Tennessee's bowl destination is still very uncertain
Tennessee will be a desirable bowl team. However, the destination may not be as desirable to the Vols’ fan base.
With the days of bowl committees having input into the matter long gone, the SEC determines what team goes to which bowl. That could help the Vols as they have an energized fan base that will surely buy up more than their allotment of tickets. Tennessee should also benefit from having a racecar-type of offense that casual television viewers love.
However, there aren’t backroom deals any longer that Tennessee could use to ratchet up their postseason standing and land in a sunny destination. Auburn perfected that maneuver in the bowl committee days. Tennessee wasn’t very far behind thanks to their rabid fan base that always travelled well.
The consensus among media types has the Vols landing in a lower-tier bowl game, which is fine considering the Vols are rebuilding. The Vols are 6-5 and 3-4 in the SEC. They’ll likely win their 7th game against Vanderbilt this week. There’s certainly no shame in a 7-win season in Josh Heupel’s first year. However, it’s hard not to look at the past. The Vols could be a 9-win team and headed to a higher level bowl if they had gone with quarterback Hendon Hooker earlier in the season. His play since becoming the starter would make one tend to think that the Vols could have beaten Pittsburgh in September. Had Hooker not have gotten hurt, maybe the Vols would have beaten Ole Miss in the final seconds instead of every fan leaving Neyland Stadium wondering why backup quarterback Joe Milton ran out of bounds with no time left on the clock. Well, at least he got the first down.
Sports betting in Tennessee officially launched on November 1, 2020, and many of the largest sportsbooks are live and operating in the volunteer state. Tennessee is only one of a handful of SEC football states with legalized sports betting.
All of that is nitpicking. Every team in the nation could look back and dream of wins that could have been. Well, except for Georgia.
The most important thing about Tennessee being in a bowl game is that they get 2 more weeks of practice that should help lay the foundation for next season. The bowl destination is secondary at this point. However, every fan who is planning on following the Vols after the regular season would like some insight as to when they’ll be leaving and what kinds of clothes to pack. Let’s start there. The Vols won’t likely be playing on Jan. 1, so your New Year’s plans should be intact. They also won’t likely be playing Florida, so pack a sweater.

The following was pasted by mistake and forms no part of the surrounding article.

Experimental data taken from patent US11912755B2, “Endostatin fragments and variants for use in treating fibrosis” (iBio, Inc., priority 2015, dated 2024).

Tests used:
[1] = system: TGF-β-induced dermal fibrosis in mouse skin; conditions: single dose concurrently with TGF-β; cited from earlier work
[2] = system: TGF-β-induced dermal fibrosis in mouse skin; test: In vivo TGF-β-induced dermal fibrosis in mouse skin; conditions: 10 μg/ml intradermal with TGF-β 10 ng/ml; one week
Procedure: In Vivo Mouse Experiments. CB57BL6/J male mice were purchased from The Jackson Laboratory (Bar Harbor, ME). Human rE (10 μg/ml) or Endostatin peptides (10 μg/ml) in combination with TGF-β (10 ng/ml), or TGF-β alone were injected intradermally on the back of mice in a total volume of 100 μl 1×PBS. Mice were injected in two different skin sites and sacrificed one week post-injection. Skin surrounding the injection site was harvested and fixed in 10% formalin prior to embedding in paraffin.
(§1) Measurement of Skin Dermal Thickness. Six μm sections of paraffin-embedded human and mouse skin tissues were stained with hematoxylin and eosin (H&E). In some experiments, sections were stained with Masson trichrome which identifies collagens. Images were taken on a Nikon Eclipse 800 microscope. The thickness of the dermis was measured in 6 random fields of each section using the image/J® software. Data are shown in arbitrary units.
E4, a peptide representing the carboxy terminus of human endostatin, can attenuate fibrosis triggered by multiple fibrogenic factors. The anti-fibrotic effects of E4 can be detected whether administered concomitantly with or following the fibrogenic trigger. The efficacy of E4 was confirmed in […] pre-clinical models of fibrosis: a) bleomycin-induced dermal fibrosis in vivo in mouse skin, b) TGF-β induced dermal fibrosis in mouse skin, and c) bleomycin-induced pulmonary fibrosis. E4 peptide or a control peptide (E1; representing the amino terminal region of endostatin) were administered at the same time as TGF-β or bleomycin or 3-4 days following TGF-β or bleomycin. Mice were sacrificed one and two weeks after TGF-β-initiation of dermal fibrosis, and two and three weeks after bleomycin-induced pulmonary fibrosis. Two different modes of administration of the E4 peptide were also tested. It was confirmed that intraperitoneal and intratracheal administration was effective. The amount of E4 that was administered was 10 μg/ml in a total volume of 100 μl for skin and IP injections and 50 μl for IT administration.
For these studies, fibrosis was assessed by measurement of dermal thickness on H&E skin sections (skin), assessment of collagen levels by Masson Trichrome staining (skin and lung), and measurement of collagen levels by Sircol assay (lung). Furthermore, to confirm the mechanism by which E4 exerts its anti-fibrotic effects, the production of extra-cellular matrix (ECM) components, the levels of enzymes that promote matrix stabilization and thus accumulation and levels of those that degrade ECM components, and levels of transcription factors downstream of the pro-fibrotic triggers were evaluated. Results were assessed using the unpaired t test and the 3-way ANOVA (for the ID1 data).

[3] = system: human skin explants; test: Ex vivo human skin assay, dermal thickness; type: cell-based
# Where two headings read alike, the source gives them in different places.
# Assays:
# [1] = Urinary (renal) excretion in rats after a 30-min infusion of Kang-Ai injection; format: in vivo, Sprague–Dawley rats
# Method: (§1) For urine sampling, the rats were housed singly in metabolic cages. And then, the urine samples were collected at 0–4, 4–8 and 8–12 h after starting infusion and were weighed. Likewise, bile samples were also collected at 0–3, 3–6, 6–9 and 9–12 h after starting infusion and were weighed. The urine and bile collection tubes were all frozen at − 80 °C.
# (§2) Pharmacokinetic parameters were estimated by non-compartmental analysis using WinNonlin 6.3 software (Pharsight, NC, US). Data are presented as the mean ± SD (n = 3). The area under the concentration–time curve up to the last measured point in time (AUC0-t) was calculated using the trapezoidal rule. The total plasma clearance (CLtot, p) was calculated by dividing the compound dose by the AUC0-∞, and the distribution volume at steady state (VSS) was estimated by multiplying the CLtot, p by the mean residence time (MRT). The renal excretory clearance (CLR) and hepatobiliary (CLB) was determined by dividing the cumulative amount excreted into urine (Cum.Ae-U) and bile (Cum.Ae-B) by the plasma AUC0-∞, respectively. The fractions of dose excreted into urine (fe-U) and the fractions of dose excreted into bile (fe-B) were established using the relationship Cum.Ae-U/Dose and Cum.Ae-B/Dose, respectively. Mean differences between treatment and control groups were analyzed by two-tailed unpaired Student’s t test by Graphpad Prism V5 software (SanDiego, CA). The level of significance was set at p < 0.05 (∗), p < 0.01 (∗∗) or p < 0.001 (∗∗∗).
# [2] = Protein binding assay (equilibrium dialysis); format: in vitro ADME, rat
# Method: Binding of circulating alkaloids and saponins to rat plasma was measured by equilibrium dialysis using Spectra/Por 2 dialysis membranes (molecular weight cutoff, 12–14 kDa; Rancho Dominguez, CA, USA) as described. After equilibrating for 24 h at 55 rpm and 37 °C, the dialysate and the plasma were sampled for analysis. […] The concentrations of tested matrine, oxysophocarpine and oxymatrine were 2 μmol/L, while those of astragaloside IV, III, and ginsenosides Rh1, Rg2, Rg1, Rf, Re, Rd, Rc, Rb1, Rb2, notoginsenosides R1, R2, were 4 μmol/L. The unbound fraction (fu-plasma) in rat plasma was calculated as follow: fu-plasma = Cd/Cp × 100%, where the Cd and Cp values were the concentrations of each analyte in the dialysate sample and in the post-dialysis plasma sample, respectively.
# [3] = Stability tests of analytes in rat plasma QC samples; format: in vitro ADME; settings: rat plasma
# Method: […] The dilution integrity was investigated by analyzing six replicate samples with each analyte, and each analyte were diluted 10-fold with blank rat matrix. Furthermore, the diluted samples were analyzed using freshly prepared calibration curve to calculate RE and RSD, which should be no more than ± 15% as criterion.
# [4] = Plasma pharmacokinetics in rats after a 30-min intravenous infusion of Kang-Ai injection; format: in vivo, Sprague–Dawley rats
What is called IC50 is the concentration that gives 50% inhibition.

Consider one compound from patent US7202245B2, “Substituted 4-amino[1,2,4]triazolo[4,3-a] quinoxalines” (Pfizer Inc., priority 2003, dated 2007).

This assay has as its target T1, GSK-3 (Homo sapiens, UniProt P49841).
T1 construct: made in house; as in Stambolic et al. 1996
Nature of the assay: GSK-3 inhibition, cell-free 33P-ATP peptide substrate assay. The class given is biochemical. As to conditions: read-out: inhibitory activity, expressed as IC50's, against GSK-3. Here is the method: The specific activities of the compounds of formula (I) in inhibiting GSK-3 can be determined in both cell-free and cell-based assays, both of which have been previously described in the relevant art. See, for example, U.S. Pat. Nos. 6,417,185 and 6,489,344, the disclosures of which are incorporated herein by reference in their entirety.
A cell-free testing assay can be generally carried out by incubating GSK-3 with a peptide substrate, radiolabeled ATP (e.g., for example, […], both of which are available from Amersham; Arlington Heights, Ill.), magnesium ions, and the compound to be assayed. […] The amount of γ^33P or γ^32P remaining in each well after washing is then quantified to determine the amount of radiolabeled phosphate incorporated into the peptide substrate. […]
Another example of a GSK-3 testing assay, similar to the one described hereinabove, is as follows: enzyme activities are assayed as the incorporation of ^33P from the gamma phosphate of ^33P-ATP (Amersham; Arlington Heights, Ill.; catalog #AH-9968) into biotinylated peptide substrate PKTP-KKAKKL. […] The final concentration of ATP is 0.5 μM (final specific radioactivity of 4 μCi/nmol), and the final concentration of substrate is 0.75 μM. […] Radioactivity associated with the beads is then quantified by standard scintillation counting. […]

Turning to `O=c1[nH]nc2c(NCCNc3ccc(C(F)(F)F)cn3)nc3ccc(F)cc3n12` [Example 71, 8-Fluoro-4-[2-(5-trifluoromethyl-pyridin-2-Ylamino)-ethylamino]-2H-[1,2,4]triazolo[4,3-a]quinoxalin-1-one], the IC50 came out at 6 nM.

The Music City Bowl in Nashville on Dec. 30 against a Big Ten team like Penn State probably offers the best matchup and makes a lot of sense. Bowl committee members don’t love Tennessee as a participant because fans usually make it a day-trip game or just stay for a night in Nashville. Bowl committees would like to see fans stay longer than a day or just a few hours. Hotel revenue will be a factor in the SEC’s decision, but it won’t loom as large as it used to. The SEC cares about the overall appeal of the matchup. If the Vols played the Nittany Lions, that would be a television draw even for those with no interest in either team. Minnesota has also been mentioned as the Big Ten participant in the Music City Bowl. That doesn’t have the same luster as Penn State.
The Duke’s Mayo Bowl in Charlotte, NC, is probably the most popular prediction among media members. Nothing says bowl fever like a big, heaping serving of mayonnaise. All joking aside, this bowl destination lacks much sizzle, especially when NC State has been projected as the likely opponent. Also, like the Music City Bowl, this is a game in which both teams’ fan bases won’t be spending nearly as much money as the bowl organizers would like. Both are likely to make the trip a short one.
The Liberty Bowl in Memphis on Dec. 28 has also been bantered about. The Liberty Bowl always wants Tennessee. However, it rarely is rewarded with the Vols. Fans would be more likely to stay a bit longer if the Vols go to Memphis. Remember, there’s a casino nearby in Tunica, Miss. The opponent in this bowl game wouldn’t be very appealing. Iowa State and Kansas State are thought to be the most likely candidates from the Big 12.
The most intriguing of all the bowls that have been mentioned is the Texas Bowl. First, it’s a bit of a standalone game since it will be held on Jan. 4 after most bowls and before the College Football Playoff. In general, it would make more sense for the SEC to place a West Division team in the Texas Bowl, since it is held in Houston. But don’t discount the possibility that the Vols could be sent to that bowl game even though they’re in the SEC East. Tennessee is desirable enough to be selected for that bowl since its fans will travel to Texas. As for the opponent, Kansas State is a possible matchup.
The Texas Bowl is probably the most desirable bowl for Tennessee from a recruiting standpoint. It would give the Vols exposure in the talent-rich state and it wouldn’t be crowded among other bowls. That would give Tennessee a chance to showcase their offense in front of a strong television audience. Sticking with the recruiting theme, playing a bowl game in Charlotte would have advantages as the Vols continue to grow in that area under Heupel. Playing in the Music City Bowl or the Liberty Bowl doesn’t have much of a recruiting advantage. Prospects in Nashville and Memphis already know who the Vols are.
There’s still a chance to make a Florida bowl, but the Vols will likely need some help. For those hoping for some time in the Sunshine State, this weekend would be a good time to root against several teams, such as Auburn, Florida, Mississippi State, Arkansas and Kentucky. A Florida bowl looks unlikely, but it’s not out of the discussion since Tennessee is on the rise.